Brake lever play is important When a road bike’s brakes are ideally adjusted, you’ll be able to pull the brake levers ¼ of the way to the handlebar before the pads touch the rims. This play in the lever travel is useful for three reasons : First, it helps you find just the right braking power. If the pads touch the rims as soon as the levers are pulled, it’s hard to feather them for smoothly graduated braking. Of course, for obvious reasons you don’t want the levers to reach the bar before you attain full braking power.
Second, it helps you get your fingers around the brake levers specially for riders with shorter fingers. You’ll have more hand strength for firmer stops when your fingers aren’t still extended as the pads touch the rims.
Third, it adds a little more clearance between the pad & the rim so when you’re out of the saddle & the rim flexes a little it won’t touch the brake pad & slow you down. Adjust your brakes this way and you’ll feel the improvement. Then you can do something else to enhance braking control when you’re in the drops : Use just your index fingers to pull the levers. Modern road bike brakes are so good that you shouldn’t need to grab the levers with a full fist. In fact, doing so robs your fine touch and can cause more braking action than expected. The wheels could skid and cause you to fishtail or even fall. One-finger braking from the drops is adequate in almost every situation, even emergency stops. If two fingers work better because of your hand size and lever shape, fine. Most riders will never need more. Braking with hands on the hoods When you’re riding with hands on the lever hoods, two fingers from over the top should give you plenty of braking power. Again, adjust the cables so that the levers come back about 30-40% of the distance before pad/rim contact. This improves your leverage.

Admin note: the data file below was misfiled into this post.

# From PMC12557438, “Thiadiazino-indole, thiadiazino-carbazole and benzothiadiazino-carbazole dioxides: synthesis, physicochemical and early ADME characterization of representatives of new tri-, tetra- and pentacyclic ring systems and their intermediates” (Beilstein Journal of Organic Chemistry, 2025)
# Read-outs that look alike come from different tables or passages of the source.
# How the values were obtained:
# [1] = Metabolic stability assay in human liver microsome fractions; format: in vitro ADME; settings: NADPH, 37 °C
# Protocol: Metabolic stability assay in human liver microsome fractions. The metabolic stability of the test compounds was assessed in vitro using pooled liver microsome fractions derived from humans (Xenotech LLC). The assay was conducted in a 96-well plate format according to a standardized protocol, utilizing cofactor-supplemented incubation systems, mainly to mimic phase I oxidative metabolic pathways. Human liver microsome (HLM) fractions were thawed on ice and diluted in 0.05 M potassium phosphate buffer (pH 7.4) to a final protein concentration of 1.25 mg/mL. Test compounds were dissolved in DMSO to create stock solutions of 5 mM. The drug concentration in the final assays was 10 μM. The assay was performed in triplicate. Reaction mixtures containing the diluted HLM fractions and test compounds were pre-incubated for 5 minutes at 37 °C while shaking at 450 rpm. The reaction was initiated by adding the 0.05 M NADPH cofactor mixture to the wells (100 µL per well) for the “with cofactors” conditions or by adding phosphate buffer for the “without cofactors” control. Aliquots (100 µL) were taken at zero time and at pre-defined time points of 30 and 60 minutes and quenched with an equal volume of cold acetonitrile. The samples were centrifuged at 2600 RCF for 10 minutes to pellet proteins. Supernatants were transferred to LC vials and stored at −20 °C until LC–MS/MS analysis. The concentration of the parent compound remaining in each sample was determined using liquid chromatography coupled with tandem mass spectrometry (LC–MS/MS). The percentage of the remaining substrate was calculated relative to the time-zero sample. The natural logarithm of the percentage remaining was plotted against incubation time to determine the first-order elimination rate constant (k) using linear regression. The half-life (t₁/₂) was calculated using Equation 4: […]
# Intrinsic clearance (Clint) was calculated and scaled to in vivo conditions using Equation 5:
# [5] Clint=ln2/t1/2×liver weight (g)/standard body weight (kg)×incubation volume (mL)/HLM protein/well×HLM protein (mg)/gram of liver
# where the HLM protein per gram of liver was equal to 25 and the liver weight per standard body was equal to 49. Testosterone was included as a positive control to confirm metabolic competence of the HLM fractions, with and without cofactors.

Ciclismo Training – Wednesday and Friday